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Get ready to pay more on credit-card balance

Updated: May 3, 2013 12:14PM

Originally published: September 26, 2005

Consumers are about to be hit with a triple whammy -- a series of blows that could push those on the edge into bankruptcy. And with the new bankruptcy laws scheduled to take effect Oct. 17, even bankruptcy won’t be an easy solution.

Get ready. The combination of rising energy prices, rising interest rates, and rising credit-card required minimum payments are going to take a big bite out of your budget in the coming few months. And since consumer spending has been a potent force in keeping the economy growing, this blow to consumers could have a larger impact on the economy.

Here’s a closer look at the three factors sneaking up on consumers:

Rising Energy Prices: That’s no secret. Double hurricane hits will make for doubly higher prices in both gasoline and home heating costs this winter.

Rising Interest Rates: Even hurricanes don’t stop the Fed from increasing interest rates to fight inflation. And if inflation comes, it will bring rising interest rates anyway. Everyone with an adjustable rate mortgage or credit-card debt will feel the impact of higher monthly payments.

Higher Credit Card Minimum Payments: Here’s the sleeper in the triple whammy -- a new banking regulation that could actually double the amount of your required minimum monthly credit-card payment.

Debt more dangerous

Within the next three months, consumers with the highest amount of credit-card debt will see the impact on their monthly statements. There’s nearly $1 trillion worth of revolving credit-card debt outstanding -- the balances that revolve from month to month. And about half of those accounts are held by consumers who make only the minimum monthly payment.

When you make minimum monthly payments, it keeps your credit in good standing. But it can also bury you in a burden of debt and interest payments that could take more than 30 years to pay off, given the way some banks have been calculating the minimum required payment.

Two years ago, Federal banking regulators grew concerned about this burden of consumer debt, and they instructed banks to demand higher minimum monthly payments that would include at least a 1 percent monthly paydown of the amount owed.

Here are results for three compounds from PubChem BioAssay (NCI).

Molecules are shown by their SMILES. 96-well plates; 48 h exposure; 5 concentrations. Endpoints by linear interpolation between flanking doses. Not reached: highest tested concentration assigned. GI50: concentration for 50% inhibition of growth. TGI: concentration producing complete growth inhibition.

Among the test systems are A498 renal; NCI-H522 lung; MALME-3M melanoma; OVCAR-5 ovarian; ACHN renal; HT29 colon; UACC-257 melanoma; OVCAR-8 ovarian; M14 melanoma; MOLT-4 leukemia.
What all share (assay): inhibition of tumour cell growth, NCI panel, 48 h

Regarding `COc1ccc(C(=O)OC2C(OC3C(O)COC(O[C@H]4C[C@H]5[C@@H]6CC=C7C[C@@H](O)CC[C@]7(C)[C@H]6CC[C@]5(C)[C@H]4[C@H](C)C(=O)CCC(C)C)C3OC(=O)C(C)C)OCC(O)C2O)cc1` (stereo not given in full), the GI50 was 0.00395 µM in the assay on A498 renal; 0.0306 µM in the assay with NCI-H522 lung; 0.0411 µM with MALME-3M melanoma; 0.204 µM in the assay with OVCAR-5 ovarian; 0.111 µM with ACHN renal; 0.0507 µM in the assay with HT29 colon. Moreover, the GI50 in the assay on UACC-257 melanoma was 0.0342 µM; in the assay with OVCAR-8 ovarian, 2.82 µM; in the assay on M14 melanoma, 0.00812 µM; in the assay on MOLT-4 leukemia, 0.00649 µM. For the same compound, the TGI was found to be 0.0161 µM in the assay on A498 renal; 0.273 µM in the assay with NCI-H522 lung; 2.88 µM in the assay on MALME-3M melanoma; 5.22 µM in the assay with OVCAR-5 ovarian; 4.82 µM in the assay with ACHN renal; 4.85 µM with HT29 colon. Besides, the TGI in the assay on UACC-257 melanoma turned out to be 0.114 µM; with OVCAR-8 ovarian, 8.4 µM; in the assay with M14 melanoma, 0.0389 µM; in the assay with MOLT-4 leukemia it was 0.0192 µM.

Thus, with higher monthly payments, the total interest burden on consumers would be lower, and they could pay off their balances sooner.

The deadline was set for year-end 2005. And the banks, worried about pushing indebted consumers over the edge with higher minimum monthly payments, have delayed imposing those higher minimums. Until now.

Higher minimum payments

Here’s what could happen to your minimum monthly payment under the new regulations.

Suppose you owe $2,000 on your credit card and your interest rate (finance rate) on the unpaid balance is 18 percent.

Many banks currently require you to pay only 2 percent of the outstanding balance as your minimum monthly payment. Under that scenario, your minimum monthly payment is currently $40.

But at that rate, it will take you nearly 31 years to pay off the balance -- and along the way, you’ll pay an additional $4,931 in interest. That’s because about three-quarters of your monthly payment goes to interest.

Under the new regulations, banks would be required to include a paydown of an additional 1 percent of the outstanding balance. So your minimum monthly payment would jump to $60 -- an increase of 50 percent. (As the card is paid down, the monthly payment drops slightly each month.)

And assuming you make no new charges, you’ll pay off that balance in just under 14 years. And your total interest paid will be far smaller -- $1,798.

That’s still a lot of money to pay in interest over the years for today’s consumption. And that should inspire you to pay down your credit-card balances as soon as possible. Over the long run, the idea of requiring increased credit card payments is a good thing for consumers and the economy. But over the short run, it could be disastrous for a family’s budget.

The combination of higher minimum monthly payments on credit-card debt with higher energy bills, and potentially higher mortgage payments as interest rates rise is a recipe for the Triple Whammy. And that’s The Savage Truth.

Terry Savage is a registered investment adviser and the author of the newly published The Savage Number: How Much Money Do You Need To Retire? (256 pages, Wiley, $24.95).

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